The manhood of the [pre-born baby] is conceded. It is admitted in the fact that Southern statute-books are covered with enactments, forbidding, under severe fines and penalties, the teaching of the [pre-born baby] to [eventually] read and write. When you can point to any such laws in reference to the beasts of the field, then I may consent to argue the manhood of the [pre-born baby]. When the dogs in your streets, when the fowls of the air, when the cattle on your hills, when the fish of the sea, and the reptiles that crawl, shall be unable to distinguish the [pre-born baby] from a brute, then I will argue with you that the [pre-born baby] is a man! ...

Would you have me argue that [the pre-born baby] is entitled to liberty? That he [not his mother] is the rightful owner of his own body? You have already declared it. Must I argue the wrongfulness of [Abortion]? Is that a question for republicans? Is it to be settled by the rules of logic and argumentation, as a matter beset with great difficulty, involving a doubtful application of the principle of justice, hard to understand?

How should I look today in the presence of Americans, dividing and subdividing a discourse, to show that men have a natural right to freedom, speaking of it relatively and positively, negatively and affirmatively? To do so would be to make myself ridiculous, and to offer and insult to your understanding. There is not a man beneath the canopy of heaven who does not know that [Abortion] is wrong for him. ...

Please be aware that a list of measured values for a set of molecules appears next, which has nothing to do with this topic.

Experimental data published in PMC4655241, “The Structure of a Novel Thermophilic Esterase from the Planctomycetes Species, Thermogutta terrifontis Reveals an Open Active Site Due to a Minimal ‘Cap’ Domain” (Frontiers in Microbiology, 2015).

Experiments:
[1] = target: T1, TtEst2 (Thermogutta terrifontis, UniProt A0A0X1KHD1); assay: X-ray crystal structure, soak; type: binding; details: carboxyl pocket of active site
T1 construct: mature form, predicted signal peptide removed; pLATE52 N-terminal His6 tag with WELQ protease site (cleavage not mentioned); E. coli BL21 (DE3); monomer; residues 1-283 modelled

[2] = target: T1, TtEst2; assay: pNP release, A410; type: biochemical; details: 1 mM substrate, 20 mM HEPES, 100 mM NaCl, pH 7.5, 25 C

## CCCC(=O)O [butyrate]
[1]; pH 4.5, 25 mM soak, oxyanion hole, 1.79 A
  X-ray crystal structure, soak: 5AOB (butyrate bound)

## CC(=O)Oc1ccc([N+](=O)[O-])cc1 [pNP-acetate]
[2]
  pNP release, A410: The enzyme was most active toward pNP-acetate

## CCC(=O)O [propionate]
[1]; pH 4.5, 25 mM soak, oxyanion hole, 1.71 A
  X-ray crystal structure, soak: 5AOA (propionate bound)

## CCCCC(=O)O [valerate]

What, then, remains to be argued? Is it that [Abortion] is not divine; that God did not establish it; that our doctors of [politics, medicine and law] are mistaken? There is blasphemy in the thought. That which is inhuman cannot be divine. Who can reason on such a proposition? They that can, may; I cannot. The time for such argument is past. ...

What to the American [pre-born baby] is your Fourth of July I answer, a day that reveals to him more than all other days of the year, the gross injustice and cruelty to which he is the constant victim. To [the pre-born] your celebration is a sham; your boasted liberty an unholy license; your national greatness, swelling vanity; your sounds of rejoicing are empty and heartless; your denunciation of tyrants, brass-fronted impudence;